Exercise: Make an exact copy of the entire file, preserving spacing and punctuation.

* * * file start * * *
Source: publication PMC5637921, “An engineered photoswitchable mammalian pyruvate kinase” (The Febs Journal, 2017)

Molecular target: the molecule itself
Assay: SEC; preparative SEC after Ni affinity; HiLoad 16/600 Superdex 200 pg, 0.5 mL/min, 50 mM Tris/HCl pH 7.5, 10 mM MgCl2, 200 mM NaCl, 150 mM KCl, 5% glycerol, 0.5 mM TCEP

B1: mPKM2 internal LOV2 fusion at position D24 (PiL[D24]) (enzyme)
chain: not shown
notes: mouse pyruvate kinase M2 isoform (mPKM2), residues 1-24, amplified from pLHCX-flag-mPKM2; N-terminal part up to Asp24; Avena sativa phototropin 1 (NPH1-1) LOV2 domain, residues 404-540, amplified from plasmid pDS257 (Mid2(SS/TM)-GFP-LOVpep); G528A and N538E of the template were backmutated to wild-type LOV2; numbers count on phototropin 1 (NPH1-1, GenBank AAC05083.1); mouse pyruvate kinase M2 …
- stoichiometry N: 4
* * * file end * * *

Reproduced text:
Source: publication PMC5637921, “An engineered photoswitchable mammalian pyruvate kinase” (The Febs Journal, 2017)

Molecular target: the molecule itself
Assay: SEC; preparative SEC after Ni affinity; HiLoad 16/600 Superdex 200 pg, 0.5 mL/min, 50 mM Tris/HCl pH 7.5, 10 mM MgCl2, 200 mM NaCl, 150 mM KCl, 5% glycerol, 0.5 mM TCEP

B1: mPKM2 internal LOV2 fusion at position D24 (PiL[D24]) (enzyme)
chain: not shown
notes: mouse pyruvate kinase M2 isoform (mPKM2), residues 1-24, amplified from pLHCX-flag-mPKM2; N-terminal part up to Asp24; Avena sativa phototropin 1 (NPH1-1) LOV2 domain, residues 404-540, amplified from plasmid pDS257 (Mid2(SS/TM)-GFP-LOVpep); G528A and N538E of the template were backmutated to wild-type LOV2; numbers count on phototropin 1 (NPH1-1, GenBank AAC05083.1); mouse pyruvate kinase M2 …
- stoichiometry N: 4